Foster kids need face time with parents, but in LA County that's not easy

139173 full
139173 full

Los Angeles' traffic issues, among other problems, are hampering one of the child welfare system's basic functions: getting foster kids face time with their parents. 

According to a recent Los Angeles County report, nearly 10,000 children in the county's foster care system are receiving "reunification services" designed to help repair their families and return them to their parents — and visitation is a core, legally required component.

"It's one of the most essential services we can provide," said Diane Iglesias, senior deputy director of the Los Angeles County Department of Children and Family Services. Visits help keep children connected with their families, she said, and provide opportunities to repair damage their relationships have suffered. 

But there are inefficiencies in how the county manages the visitation system, officials said, and that's sucking up staff time and eating into the time that children should be spending with their parents.

DCFS calculated social workers are spending 6 million hours a year scheduling and facilitating visits between foster children and their caretakers, doing things like finding an open room in one of the county's visitation facilities, coordinating everyone who's supposed to attend visitations, and dealing with cancellations.

Patricia Curry, a member of the county's Commission for Children and Families, which advises the county Board of Supervisors on services for at-risk children, said the current system is also a drain on foster parents, who often provide transportation and supervision during visits.

"You might have two kids from different families and now you're doing visits five days a week," she said. "When foster parents are getting calls about taking a child, the first thing out of their mouths is, 'What are the visitation hours?'"

That's exacerbating the county's current shortage of foster parents, she said. 

L.A. county's size doesn't help. A child from Torrance, for instance, might be placed in a foster home in the Antelope Valley, resulting in a long commute to meet with his or her parents.

"You're looking at an hour or so on the freeway in both directions, two, three times per week," said Brandon Nichols, acting director of DCFS. "Visitation is an issue this county has struggled with going back several years. It's just the geographic size of the county, traffic, and then just the scope of our system."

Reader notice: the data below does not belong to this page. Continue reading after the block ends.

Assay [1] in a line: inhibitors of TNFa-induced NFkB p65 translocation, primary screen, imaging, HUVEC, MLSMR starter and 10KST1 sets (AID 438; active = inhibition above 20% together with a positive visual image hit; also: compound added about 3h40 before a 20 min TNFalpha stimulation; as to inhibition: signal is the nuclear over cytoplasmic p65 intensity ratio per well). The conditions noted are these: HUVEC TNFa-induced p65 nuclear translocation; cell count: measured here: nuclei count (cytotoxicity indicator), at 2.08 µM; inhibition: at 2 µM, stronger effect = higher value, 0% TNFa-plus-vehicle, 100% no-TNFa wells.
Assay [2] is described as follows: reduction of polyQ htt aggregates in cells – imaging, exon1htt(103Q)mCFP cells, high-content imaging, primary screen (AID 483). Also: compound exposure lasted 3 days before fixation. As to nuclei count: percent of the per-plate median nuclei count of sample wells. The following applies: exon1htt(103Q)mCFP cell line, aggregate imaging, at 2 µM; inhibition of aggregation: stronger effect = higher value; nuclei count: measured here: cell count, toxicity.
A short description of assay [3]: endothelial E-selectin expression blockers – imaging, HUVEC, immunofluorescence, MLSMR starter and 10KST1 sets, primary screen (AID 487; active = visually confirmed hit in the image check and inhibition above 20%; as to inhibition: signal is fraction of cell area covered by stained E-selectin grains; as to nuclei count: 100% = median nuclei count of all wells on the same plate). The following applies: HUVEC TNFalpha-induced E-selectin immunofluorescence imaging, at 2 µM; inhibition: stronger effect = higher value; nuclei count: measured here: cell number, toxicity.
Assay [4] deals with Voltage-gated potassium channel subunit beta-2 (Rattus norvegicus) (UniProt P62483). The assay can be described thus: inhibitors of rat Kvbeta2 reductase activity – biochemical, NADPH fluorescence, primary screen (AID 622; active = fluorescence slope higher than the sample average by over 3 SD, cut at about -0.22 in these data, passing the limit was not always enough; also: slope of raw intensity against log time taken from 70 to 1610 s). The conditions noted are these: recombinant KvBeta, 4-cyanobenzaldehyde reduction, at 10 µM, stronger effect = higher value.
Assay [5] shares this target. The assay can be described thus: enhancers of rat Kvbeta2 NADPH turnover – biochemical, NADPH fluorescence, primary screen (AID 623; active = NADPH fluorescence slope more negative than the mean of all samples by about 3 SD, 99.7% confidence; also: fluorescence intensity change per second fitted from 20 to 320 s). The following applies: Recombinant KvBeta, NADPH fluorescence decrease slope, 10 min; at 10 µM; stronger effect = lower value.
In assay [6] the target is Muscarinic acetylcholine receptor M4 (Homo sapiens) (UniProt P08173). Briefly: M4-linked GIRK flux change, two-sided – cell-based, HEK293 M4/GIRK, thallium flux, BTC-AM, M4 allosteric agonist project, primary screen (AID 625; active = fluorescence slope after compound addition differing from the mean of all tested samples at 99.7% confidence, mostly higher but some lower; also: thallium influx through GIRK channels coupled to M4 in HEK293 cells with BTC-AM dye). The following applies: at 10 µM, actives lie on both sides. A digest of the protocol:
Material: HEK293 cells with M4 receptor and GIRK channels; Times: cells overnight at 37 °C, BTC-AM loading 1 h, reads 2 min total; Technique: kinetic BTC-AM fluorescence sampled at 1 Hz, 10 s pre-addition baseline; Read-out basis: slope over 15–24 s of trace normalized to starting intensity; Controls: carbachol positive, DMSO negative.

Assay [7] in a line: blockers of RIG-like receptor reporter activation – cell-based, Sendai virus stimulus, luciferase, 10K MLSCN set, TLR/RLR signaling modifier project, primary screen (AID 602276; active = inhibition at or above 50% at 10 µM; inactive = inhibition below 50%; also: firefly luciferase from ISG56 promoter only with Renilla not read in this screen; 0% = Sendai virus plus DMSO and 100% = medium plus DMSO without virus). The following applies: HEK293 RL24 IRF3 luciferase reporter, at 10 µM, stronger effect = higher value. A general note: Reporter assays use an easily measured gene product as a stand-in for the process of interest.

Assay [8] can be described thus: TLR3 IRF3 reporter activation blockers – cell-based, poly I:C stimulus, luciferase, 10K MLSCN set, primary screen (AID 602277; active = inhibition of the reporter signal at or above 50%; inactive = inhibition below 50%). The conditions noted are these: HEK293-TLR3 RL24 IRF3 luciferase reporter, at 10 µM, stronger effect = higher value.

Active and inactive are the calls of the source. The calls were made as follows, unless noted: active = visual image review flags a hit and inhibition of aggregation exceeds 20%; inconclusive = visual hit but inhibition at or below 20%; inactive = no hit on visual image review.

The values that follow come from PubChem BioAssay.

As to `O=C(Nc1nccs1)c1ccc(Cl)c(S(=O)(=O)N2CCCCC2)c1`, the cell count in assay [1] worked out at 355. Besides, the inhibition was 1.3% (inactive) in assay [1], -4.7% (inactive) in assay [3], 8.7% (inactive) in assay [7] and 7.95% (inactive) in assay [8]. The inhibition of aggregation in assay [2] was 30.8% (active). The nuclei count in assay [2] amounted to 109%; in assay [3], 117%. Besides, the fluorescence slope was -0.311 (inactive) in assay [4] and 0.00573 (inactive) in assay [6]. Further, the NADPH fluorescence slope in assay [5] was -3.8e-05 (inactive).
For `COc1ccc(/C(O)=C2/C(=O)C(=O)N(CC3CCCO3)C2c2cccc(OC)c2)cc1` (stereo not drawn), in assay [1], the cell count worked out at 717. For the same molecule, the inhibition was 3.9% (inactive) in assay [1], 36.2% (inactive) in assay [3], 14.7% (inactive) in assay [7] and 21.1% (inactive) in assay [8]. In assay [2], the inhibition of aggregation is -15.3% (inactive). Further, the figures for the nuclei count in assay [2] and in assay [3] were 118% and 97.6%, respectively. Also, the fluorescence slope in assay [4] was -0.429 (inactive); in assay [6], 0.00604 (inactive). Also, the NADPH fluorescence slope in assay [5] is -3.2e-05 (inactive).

Trying to place kids with foster families near their parents is a potential solution, Nichols said. DCFS is planning to do targeted recruitments in areas where there aren't enough foster families to meet the need, he said. The department is also looking to get input from technology companies that manage complex systems with multiple venues, cancellations and moving parts for ideas on how to improve the system, Nichols said. 

"Maybe the way Southwest schedules airplanes, or Uber uses technology to see if they need more drivers on the road," Nichols said. 

Devon Brooks, an associate professor of social work at the University of Southern California, said poverty is another factor that plays into the complexities of the system. 

Parents may be working more than one job and, on top of that, they may have other court-ordered appointments to attend with mental-health or substance-abuse counselors. Placing children near their homes may help, Brooks said, but also has limitations.

"The problem is, sometimes caregivers will have to move because they need employment, or the house they live in they can no longer afford," Brooks said.

As Los Angeles County officials continue to work through these visitation problems, he said, it will be important to look for multiple strategies, monitor what's working, and at what cost. 

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